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Holy Trinity is a wonderful repository of stories - about the church itself through the decades, and of the people who have been worshippers, plus countless others who either had family christenings, marriages or funeral services there.

When the Holy Trinity Support Group was out on the streets with its petition seeking the retention and repair of the church, a major response among the thousands who signed was of great grandparents, grandparents, parents, aunts, uncles, brothers, sisters, cousins, and friends, who were married there. It was indeed a particularly popular setting for weddings, and that's not in the least surprising considering the beautiful setting.

Here are stories about people's links with the church. If you would like to share your memories about this holy place, please Contact Us.

    Bibles and Baptisms

Harry Grimsey's story is of a Bible, and through the holy book another family's many ties with Holy
Trinity. Harry (Henry Charles), now 77, is of Main Street, Huonville, and his antecedents were among the
many early settlers who left England for a new life in Tasmania.
And as was the spiritual way of life of the times, the family Bible came with them - in 1855 when free
settlers Frederick and Ann Needham, their recently born daughter Sarah Edith, and a sister of Frederick's,
made the long sea journey out.
But as also happened with other families, there was an earlier connection, for Frederick's father, Joshua
Needham, was sent from England to Van Diemen's Land as a convict. From Suffolk, and a painter, he had
found himself on the wrong side of the law over a stolen silver plate.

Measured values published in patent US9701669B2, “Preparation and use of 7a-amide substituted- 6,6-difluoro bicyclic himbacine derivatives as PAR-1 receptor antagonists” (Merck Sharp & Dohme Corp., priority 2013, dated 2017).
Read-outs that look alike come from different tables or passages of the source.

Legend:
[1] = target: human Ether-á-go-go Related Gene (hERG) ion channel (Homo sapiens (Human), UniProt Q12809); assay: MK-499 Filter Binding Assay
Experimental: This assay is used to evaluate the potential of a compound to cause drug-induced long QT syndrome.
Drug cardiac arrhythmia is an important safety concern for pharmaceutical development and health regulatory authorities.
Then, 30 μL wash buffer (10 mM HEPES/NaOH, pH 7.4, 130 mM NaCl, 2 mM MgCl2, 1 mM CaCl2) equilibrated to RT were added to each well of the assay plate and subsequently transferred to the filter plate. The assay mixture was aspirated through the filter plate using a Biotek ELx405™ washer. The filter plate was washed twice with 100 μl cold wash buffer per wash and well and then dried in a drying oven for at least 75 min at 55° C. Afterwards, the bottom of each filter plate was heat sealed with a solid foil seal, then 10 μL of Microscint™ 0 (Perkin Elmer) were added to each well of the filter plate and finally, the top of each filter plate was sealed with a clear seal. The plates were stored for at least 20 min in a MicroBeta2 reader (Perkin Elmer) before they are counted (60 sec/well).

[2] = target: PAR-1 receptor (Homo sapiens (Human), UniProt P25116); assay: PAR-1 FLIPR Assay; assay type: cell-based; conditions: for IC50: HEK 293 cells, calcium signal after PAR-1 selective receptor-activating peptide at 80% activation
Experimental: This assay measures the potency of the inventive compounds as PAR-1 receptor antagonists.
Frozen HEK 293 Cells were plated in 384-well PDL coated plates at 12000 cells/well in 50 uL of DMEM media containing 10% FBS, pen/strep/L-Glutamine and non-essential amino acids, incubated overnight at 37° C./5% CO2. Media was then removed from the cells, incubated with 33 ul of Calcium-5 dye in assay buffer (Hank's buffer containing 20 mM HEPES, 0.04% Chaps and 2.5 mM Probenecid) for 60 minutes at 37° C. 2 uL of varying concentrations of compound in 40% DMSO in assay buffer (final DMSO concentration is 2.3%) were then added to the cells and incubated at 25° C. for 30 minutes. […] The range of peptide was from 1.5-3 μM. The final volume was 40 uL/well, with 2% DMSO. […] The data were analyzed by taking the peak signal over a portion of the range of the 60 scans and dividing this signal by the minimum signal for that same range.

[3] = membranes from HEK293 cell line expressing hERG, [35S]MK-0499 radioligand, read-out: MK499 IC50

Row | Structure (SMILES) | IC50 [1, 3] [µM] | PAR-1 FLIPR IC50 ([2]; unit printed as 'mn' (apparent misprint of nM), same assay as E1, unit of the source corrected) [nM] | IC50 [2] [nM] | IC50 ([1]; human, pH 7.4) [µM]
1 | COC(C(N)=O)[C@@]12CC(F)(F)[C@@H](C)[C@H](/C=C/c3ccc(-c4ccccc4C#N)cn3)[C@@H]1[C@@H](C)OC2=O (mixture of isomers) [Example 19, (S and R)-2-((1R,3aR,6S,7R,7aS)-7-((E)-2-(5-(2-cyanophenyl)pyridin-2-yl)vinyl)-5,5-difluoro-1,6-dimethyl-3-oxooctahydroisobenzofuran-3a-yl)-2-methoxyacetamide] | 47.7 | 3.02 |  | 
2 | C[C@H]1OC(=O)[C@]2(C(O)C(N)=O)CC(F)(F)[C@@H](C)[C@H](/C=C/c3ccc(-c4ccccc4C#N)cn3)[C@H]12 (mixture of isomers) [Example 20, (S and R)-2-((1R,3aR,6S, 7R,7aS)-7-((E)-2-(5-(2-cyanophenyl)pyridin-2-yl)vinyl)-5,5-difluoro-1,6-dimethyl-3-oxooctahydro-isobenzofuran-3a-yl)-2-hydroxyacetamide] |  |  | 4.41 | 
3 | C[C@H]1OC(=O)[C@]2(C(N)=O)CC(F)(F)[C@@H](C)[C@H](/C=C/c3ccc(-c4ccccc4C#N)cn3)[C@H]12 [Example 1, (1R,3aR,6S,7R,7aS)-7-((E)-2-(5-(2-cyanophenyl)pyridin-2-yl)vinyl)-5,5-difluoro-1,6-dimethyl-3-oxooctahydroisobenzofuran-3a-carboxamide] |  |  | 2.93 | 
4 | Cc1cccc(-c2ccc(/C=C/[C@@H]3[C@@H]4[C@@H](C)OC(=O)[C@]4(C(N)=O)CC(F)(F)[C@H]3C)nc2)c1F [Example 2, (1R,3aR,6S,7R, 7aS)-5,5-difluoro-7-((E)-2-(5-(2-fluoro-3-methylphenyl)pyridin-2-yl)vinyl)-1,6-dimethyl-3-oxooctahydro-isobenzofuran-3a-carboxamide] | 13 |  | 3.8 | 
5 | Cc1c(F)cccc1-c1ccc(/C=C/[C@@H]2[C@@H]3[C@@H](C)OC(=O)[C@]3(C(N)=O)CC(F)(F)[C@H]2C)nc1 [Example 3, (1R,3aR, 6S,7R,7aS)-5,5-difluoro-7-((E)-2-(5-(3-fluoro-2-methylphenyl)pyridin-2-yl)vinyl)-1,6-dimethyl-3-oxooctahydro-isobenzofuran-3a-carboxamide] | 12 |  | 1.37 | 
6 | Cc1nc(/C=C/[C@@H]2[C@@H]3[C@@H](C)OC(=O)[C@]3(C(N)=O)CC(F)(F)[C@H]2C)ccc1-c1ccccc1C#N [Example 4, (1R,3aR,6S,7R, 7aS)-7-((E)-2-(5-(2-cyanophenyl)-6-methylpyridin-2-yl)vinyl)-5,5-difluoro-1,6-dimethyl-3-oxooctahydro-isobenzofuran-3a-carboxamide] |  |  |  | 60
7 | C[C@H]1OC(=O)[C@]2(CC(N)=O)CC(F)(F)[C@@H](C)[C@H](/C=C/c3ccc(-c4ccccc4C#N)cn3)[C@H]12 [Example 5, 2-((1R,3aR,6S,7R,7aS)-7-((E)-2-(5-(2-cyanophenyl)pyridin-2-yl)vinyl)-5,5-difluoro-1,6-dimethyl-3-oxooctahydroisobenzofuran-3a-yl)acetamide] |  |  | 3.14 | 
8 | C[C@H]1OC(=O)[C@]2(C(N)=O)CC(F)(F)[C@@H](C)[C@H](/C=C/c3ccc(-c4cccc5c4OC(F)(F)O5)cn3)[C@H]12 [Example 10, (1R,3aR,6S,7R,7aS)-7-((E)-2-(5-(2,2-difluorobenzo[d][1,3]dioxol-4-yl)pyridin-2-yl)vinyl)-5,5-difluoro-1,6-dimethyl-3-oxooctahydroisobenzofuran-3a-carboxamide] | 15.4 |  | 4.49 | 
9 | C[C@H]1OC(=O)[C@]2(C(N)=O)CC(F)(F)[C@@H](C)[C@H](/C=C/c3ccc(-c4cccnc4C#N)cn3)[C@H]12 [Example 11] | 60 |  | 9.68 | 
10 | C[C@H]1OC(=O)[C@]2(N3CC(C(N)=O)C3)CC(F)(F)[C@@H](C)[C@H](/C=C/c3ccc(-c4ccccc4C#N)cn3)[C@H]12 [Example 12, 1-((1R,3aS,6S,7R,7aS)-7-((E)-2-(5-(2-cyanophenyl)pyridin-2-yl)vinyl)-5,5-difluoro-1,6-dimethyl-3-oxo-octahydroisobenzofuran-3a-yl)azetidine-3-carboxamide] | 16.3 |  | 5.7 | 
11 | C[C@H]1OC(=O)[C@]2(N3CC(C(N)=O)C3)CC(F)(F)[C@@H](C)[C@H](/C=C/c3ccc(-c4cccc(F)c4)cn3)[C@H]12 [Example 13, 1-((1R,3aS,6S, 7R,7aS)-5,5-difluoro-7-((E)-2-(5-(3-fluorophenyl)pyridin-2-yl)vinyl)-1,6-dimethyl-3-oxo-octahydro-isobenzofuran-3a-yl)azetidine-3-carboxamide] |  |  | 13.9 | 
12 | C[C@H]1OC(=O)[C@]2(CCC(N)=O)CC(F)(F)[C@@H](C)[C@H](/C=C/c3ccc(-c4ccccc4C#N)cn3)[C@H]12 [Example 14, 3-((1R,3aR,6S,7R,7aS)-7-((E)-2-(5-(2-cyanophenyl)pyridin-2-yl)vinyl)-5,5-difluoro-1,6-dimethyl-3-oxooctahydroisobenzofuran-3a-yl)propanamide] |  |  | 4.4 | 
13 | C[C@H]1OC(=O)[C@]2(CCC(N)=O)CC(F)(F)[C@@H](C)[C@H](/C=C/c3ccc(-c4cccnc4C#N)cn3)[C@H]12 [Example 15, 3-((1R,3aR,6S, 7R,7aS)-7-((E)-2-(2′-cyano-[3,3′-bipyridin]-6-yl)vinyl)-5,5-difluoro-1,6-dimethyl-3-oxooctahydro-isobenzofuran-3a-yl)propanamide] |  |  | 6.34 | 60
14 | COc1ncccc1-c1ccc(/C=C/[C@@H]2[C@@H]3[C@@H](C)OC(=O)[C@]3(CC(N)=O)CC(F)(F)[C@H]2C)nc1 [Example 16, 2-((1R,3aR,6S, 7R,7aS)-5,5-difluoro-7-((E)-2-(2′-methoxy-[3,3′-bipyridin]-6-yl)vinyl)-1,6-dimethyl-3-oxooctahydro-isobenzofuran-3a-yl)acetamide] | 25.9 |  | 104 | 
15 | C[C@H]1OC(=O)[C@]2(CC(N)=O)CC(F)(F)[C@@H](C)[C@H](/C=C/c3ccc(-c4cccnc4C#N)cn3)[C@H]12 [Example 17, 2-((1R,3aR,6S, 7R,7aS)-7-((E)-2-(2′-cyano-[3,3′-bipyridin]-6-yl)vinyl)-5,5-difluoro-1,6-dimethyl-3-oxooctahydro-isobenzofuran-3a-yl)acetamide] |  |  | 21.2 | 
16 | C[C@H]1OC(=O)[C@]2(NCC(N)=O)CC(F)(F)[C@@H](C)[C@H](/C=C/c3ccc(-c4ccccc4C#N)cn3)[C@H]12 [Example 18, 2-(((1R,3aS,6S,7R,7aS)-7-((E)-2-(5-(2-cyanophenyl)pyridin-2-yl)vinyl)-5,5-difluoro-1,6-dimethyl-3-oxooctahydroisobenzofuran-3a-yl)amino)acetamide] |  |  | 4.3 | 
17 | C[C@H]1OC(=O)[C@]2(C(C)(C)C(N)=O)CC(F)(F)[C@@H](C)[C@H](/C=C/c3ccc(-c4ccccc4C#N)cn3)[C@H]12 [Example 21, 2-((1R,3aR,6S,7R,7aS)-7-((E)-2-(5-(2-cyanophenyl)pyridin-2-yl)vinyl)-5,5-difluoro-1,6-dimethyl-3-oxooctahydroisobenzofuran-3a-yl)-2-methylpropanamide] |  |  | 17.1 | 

And so it was that Joshua left Portsmouth in December of 1840 aboard the Lady Raffles and made landfall
in Hobart the following mid-March. He became foreman of a convict gang building the road to New
Norfolk, and later, still as a convict, went to farm work in the Huon.
After serving his sentence, he sent for his wife, who came out with two of their daughters in 1854, before
the Bible-carrying Frederick in 1855; Joshua, born in 1800, died in Hobart in 1880.
In 1875, Sarah Edith married Thomas Grimsey, thus forging a new lineage, but there was homage paid to
her family when, in 1930, in memory of her father Frederick (born 1827, died 1901 and who had been a
Government messenger) she gave the Bible to Holy Trinity.
As we shall see, there was added significance in the year of presentation.
Sarah's grandson, Henry James Grimsey, was born in 1906 and through his life had many ties with Holy
Trinity - he was baptised and confirmed there, was a Sunday School student, choir boy, was married in
the church in 1927, and had his funeral there, in 1996.
His son Harry - provider of this family history - was born in 1930 and baptised in the church, a few
months after the presentation of the Bible.
The rector was Archdeacon Donald Burns Blackwood, Holy Trinity's World War One chaplain hero
(whose story is recorded in our Beyond the Trenches feature).
The Mercury of March 24, 1930, had this to say of Archdeacon's dedication of this Bible for a place on
the lectern: "It is almost an exact replica of the Bible on the other side of the Lectern. This was given to
Holy Trinity by Archdeacon and Mrs Davenport in 1880 in memory of 26 years of happy ministry of the
Archdeacon in Holy Trinity parish."
Grove, Mountain River and Huon orchards have figured in the Grimsey story through the years, and for
Harry there has also been an involvement in the church throughout his life.
Bibles, baptisms and further enduring stitches in the rich family fabric that is Holy Trinity. Harry says he
shares the anguish of scores of other families who have had a personal association with Holy Trinity and
who now see a very uncertain future for the building they cherish.

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